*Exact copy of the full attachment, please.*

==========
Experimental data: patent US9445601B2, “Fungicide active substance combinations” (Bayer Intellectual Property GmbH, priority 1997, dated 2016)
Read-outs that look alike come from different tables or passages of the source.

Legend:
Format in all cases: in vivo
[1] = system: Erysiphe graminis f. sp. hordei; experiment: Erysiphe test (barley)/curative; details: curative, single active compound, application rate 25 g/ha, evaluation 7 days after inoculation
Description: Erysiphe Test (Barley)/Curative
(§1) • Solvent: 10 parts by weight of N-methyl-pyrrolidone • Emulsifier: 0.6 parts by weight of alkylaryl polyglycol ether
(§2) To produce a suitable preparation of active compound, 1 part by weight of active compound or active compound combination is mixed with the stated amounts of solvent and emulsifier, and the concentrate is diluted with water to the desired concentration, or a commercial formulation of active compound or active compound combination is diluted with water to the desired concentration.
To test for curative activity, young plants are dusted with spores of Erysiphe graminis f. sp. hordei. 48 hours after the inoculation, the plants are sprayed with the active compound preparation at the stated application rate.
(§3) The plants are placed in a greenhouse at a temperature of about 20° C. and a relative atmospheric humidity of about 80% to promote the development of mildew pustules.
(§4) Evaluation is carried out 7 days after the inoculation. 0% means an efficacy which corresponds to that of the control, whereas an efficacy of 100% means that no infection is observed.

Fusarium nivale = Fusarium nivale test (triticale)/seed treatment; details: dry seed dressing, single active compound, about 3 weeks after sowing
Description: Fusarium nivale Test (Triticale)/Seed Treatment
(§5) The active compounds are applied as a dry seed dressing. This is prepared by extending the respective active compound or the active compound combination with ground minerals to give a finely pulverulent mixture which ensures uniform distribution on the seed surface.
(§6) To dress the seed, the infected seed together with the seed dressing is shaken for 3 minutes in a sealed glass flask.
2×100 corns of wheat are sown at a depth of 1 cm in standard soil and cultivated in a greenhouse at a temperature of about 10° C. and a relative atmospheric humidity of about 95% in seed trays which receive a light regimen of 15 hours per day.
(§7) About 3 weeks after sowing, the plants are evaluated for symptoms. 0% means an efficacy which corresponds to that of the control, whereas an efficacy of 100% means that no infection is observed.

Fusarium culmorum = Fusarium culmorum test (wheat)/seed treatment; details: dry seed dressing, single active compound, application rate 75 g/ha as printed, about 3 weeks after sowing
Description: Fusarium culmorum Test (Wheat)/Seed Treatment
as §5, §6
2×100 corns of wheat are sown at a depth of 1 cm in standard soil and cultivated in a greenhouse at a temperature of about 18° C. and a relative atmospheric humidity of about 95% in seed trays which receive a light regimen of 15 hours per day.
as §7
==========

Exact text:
Experimental data: patent US9445601B2, “Fungicide active substance combinations” (Bayer Intellectual Property GmbH, priority 1997, dated 2016)
Read-outs that look alike come from different tables or passages of the source.

Legend:
Format in all cases: in vivo
[1] = system: Erysiphe graminis f. sp. hordei; experiment: Erysiphe test (barley)/curative; details: curative, single active compound, application rate 25 g/ha, evaluation 7 days after inoculation
Description: Erysiphe Test (Barley)/Curative
(§1) • Solvent: 10 parts by weight of N-methyl-pyrrolidone • Emulsifier: 0.6 parts by weight of alkylaryl polyglycol ether
(§2) To produce a suitable preparation of active compound, 1 part by weight of active compound or active compound combination is mixed with the stated amounts of solvent and emulsifier, and the concentrate is diluted with water to the desired concentration, or a commercial formulation of active compound or active compound combination is diluted with water to the desired concentration.
To test for curative activity, young plants are dusted with spores of Erysiphe graminis f. sp. hordei. 48 hours after the inoculation, the plants are sprayed with the active compound preparation at the stated application rate.
(§3) The plants are placed in a greenhouse at a temperature of about 20° C. and a relative atmospheric humidity of about 80% to promote the development of mildew pustules.
(§4) Evaluation is carried out 7 days after the inoculation. 0% means an efficacy which corresponds to that of the control, whereas an efficacy of 100% means that no infection is observed.

Fusarium nivale = Fusarium nivale test (triticale)/seed treatment; details: dry seed dressing, single active compound, about 3 weeks after sowing
Description: Fusarium nivale Test (Triticale)/Seed Treatment
(§5) The active compounds are applied as a dry seed dressing. This is prepared by extending the respective active compound or the active compound combination with ground minerals to give a finely pulverulent mixture which ensures uniform distribution on the seed surface.
(§6) To dress the seed, the infected seed together with the seed dressing is shaken for 3 minutes in a sealed glass flask.
2×100 corns of wheat are sown at a depth of 1 cm in standard soil and cultivated in a greenhouse at a temperature of about 10° C. and a relative atmospheric humidity of about 95% in seed trays which receive a light regimen of 15 hours per day.
(§7) About 3 weeks after sowing, the plants are evaluated for symptoms. 0% means an efficacy which corresponds to that of the control, whereas an efficacy of 100% means that no infection is observed.

Fusarium culmorum = Fusarium culmorum test (wheat)/seed treatment; details: dry seed dressing, single active compound, application rate 75 g/ha as printed, about 3 weeks after sowing
Description: Fusarium culmorum Test (Wheat)/Seed Treatment
as §5, §6
2×100 corns of wheat are sown at a depth of 1 cm in standard soil and cultivated in a greenhouse at a temperature of about 18° C. and a relative atmospheric humidity of about 95% in seed trays which receive a light regimen of 15 hours per day.
as §7